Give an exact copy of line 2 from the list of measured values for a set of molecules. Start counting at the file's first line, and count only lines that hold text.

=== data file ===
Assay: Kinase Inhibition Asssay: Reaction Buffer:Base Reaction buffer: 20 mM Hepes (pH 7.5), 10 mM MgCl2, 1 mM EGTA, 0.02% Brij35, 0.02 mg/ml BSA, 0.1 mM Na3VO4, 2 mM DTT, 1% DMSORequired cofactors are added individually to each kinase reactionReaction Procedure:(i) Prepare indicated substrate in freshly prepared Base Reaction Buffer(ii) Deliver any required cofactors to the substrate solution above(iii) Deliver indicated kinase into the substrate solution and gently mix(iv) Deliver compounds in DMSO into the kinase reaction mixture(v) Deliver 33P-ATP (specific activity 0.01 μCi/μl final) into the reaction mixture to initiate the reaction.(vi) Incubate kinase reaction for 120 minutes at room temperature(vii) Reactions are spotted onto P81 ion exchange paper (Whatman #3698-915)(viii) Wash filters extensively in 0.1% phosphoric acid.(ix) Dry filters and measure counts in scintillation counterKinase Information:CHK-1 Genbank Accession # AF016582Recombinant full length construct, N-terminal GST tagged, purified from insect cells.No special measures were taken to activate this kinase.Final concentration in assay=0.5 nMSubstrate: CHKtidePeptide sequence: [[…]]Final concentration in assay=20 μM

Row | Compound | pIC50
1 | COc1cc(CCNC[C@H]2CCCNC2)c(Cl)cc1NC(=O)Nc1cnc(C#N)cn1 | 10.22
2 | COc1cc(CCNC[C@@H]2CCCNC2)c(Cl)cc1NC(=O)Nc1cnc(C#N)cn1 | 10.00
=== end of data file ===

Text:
Row | Compound | pIC50